Re: Exemplar Characters

From: Philippe Verdy (
Date: Tue Nov 15 2005 - 11:16:50 CST

  • Next message: Philippe Verdy: "Re: Exemplar Characters"

    From: "Michael Everson" <>
    >>How does one decide? I don't think "c'h" is a contraction here.

    > The modifier letters were not part of the typographical tradition of
    > France; the apostrophe was. The letter in Breton is certainly the
    > punctuation apostrophe, and it doesn't matter if it's not a contraction.
    > It's a convention.

    No it is not. {c'h} is a single letter by itself, which was also written
    differently in past orthographies, before it was decided to use the same
    same of characters as those used in French ; this is still debated, and
    other Bretons still prefer writing it {x}.

    The alternative would have been to use a diacritic over c, like in East
    European languages, but this choice was rejected, due to lack of support on
    French systems.

    There are others that make the distinction by using {ch} instead of {c'h}
    and {sh} instead of {ch}, but I think that those using this convention do
    not live in Britanny (probably in US), as this is a rupture with many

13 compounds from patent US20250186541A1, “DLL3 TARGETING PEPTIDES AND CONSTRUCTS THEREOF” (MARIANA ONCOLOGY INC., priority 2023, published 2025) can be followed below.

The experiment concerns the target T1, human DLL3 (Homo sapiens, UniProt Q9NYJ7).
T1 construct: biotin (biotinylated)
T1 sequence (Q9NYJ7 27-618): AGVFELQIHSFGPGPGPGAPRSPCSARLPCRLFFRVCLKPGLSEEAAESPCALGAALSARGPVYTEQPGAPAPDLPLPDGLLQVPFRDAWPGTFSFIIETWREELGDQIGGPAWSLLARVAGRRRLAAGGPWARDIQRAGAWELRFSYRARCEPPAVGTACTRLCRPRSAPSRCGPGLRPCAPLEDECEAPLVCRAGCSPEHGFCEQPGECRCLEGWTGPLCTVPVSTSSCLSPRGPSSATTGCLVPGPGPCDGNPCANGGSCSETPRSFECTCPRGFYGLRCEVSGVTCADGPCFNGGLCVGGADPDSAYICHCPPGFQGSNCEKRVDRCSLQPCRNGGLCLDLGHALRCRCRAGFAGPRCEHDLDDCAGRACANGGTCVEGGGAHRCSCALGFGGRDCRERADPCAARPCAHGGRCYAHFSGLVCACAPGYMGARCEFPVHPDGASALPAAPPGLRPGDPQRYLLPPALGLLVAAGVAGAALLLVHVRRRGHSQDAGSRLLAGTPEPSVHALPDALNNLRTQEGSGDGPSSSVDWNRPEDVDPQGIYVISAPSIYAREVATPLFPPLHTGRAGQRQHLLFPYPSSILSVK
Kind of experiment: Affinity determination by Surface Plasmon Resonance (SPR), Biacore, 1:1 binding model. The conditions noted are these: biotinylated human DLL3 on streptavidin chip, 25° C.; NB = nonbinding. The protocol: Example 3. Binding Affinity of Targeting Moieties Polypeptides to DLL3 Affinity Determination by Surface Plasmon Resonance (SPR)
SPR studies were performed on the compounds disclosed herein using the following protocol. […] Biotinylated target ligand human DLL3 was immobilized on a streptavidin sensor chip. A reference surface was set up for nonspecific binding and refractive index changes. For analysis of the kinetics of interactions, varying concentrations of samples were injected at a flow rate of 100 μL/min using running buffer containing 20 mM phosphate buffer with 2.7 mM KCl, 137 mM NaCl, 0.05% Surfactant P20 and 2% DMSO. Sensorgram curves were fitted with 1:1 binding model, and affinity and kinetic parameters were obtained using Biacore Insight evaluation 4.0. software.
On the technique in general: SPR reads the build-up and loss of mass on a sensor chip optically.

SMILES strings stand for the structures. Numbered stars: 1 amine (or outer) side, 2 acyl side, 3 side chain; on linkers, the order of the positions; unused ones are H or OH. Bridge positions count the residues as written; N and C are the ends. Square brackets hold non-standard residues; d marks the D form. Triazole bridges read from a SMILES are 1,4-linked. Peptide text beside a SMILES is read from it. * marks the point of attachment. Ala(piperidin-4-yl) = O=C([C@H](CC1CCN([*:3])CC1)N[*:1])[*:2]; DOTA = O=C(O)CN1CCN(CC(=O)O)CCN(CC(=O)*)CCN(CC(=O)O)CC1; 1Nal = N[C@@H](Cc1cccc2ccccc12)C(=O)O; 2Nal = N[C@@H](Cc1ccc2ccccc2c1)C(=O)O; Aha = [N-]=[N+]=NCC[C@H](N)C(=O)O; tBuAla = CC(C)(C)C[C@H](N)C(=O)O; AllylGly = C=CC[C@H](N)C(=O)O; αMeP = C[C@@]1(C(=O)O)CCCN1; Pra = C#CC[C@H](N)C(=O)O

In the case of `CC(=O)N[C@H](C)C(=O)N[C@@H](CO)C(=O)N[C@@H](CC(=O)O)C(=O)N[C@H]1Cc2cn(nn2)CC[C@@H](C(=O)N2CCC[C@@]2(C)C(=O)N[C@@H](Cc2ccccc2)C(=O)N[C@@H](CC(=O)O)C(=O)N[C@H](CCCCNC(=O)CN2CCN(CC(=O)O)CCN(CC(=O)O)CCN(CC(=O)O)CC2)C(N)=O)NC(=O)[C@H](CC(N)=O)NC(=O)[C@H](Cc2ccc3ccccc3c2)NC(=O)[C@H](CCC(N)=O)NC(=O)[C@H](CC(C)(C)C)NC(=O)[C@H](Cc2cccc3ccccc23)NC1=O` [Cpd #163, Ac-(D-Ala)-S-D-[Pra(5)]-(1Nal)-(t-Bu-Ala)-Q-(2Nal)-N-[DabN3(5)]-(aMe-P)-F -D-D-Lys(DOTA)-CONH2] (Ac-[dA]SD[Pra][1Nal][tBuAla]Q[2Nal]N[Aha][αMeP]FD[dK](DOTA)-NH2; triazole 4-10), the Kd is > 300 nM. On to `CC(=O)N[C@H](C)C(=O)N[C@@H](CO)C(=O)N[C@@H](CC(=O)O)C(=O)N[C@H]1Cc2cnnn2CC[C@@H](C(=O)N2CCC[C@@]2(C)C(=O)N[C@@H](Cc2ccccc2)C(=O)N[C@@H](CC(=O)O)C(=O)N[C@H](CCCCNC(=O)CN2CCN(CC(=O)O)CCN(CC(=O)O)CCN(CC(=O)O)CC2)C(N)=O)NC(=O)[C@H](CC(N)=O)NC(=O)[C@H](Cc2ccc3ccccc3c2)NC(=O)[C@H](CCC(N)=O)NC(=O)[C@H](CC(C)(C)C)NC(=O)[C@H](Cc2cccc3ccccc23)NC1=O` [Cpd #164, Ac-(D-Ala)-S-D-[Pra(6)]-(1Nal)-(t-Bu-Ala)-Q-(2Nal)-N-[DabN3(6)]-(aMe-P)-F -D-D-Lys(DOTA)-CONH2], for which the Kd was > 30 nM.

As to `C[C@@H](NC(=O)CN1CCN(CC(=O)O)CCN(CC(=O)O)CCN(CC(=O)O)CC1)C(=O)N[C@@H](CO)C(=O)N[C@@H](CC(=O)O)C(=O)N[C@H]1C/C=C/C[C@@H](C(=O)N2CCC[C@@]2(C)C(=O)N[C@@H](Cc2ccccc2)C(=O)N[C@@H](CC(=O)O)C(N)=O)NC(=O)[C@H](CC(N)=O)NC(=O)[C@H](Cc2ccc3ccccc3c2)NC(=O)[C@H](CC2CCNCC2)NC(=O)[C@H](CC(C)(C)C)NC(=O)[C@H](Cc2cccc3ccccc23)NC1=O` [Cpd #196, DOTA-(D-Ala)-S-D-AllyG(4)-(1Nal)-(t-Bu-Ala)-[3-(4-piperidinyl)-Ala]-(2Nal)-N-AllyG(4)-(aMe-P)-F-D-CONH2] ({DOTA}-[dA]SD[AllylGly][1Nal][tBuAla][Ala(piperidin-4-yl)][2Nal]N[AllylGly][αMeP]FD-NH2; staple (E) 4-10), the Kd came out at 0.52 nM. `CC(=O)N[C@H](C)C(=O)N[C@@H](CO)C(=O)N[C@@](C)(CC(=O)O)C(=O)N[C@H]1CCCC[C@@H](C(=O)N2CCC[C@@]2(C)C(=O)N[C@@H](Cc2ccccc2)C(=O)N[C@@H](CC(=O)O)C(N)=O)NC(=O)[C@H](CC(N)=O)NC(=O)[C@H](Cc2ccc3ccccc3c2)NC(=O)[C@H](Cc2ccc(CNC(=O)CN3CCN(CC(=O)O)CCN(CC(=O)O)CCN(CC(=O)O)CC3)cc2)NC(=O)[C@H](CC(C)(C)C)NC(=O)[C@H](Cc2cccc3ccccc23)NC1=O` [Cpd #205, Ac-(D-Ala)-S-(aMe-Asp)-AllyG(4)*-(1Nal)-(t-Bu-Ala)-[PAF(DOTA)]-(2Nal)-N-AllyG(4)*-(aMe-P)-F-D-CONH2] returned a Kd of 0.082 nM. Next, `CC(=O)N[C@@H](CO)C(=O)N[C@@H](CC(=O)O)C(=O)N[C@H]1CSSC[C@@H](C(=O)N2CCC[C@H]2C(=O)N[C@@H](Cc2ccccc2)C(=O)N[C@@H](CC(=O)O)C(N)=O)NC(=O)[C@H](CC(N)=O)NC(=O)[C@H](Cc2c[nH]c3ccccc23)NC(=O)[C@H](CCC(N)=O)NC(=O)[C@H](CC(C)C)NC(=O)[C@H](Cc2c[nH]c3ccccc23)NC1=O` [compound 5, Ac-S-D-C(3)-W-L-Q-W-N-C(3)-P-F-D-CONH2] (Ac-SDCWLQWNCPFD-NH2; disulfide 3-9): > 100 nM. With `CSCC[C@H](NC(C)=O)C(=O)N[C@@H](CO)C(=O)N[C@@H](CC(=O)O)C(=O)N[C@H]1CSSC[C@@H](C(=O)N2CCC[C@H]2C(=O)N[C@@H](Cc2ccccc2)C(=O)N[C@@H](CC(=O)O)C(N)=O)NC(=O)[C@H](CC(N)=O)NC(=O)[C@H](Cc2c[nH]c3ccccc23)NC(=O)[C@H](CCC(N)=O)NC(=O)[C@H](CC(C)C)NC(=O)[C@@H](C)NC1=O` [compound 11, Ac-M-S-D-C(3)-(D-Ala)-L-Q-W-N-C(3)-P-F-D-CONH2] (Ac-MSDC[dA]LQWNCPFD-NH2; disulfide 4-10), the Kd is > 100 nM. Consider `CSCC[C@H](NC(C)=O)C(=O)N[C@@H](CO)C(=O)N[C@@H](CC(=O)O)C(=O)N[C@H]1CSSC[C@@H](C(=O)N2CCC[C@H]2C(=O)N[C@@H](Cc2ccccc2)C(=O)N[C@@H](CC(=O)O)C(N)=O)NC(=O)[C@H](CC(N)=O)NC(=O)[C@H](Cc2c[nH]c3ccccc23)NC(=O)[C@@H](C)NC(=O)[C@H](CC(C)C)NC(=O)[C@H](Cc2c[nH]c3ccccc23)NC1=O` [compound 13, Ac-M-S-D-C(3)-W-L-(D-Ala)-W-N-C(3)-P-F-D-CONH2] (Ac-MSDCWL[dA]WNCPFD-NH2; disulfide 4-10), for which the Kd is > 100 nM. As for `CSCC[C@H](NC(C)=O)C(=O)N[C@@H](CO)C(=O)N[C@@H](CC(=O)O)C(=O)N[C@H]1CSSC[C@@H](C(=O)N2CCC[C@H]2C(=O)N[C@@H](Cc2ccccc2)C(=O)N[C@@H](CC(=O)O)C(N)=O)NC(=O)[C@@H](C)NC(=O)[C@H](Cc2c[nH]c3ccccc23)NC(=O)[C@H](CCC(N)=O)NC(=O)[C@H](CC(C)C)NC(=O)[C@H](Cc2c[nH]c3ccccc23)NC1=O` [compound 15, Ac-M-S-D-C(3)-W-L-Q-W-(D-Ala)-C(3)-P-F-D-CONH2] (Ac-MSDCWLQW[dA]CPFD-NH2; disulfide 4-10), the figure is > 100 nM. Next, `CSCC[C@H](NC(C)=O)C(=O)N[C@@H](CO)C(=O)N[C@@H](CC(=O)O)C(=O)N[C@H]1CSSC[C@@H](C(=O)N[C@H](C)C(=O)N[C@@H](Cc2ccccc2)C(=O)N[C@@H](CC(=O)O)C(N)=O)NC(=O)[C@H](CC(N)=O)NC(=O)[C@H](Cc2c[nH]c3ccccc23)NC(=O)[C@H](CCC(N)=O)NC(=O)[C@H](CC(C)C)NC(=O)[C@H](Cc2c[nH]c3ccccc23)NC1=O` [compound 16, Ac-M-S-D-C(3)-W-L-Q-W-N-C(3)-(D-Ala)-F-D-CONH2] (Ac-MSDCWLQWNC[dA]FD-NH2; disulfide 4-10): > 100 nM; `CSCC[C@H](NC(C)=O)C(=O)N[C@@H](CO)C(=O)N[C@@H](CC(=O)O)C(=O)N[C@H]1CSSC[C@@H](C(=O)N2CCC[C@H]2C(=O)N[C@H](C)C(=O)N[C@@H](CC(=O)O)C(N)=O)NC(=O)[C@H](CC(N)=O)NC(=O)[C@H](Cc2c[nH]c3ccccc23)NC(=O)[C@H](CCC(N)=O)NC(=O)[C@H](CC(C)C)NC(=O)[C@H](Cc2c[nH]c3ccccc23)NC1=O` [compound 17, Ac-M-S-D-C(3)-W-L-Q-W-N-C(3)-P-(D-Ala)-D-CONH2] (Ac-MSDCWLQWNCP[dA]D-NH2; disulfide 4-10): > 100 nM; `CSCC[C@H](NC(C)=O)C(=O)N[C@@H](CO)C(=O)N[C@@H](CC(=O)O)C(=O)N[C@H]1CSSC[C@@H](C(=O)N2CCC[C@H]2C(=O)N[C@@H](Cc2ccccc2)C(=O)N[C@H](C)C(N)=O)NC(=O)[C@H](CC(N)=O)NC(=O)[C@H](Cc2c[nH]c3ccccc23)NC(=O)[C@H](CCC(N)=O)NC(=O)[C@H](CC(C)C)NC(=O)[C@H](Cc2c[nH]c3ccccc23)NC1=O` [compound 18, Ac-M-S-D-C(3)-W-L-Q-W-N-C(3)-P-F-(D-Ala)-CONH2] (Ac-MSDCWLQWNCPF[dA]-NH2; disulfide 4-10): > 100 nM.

traditonal Breton names displayed everywhere in Britanny.

    Note that many Breton words normally written with {c'h} are written in
    French without the apostrophe, so without the phonetic distinction between:
    * {c'h} (which has no equivalent in French, but is quite near from the
    gutural German {ch})
    * and {ch} (mostly the same as in French or as {sh} in English).
    This occurs quite often for the translation of Breton proper names and
    occured since centuries for Breton toponyms (notably when French toponyms
    were standardized with many approximations and then became mandatory).

    This evolution is stopped now since the early 1970's when original Breton
    toponyms could at least be displayed in addition to French, on road
    indicators and streets plates. This occured at the same time as when the
    various regional Breton orthographies were finally unified, and a
    "reference" dictionary was created (Michael Everson knows a lot about that
    famous dictionnary) to help preserve the endangered language by unifying its
    main four local dialects in a single written form.

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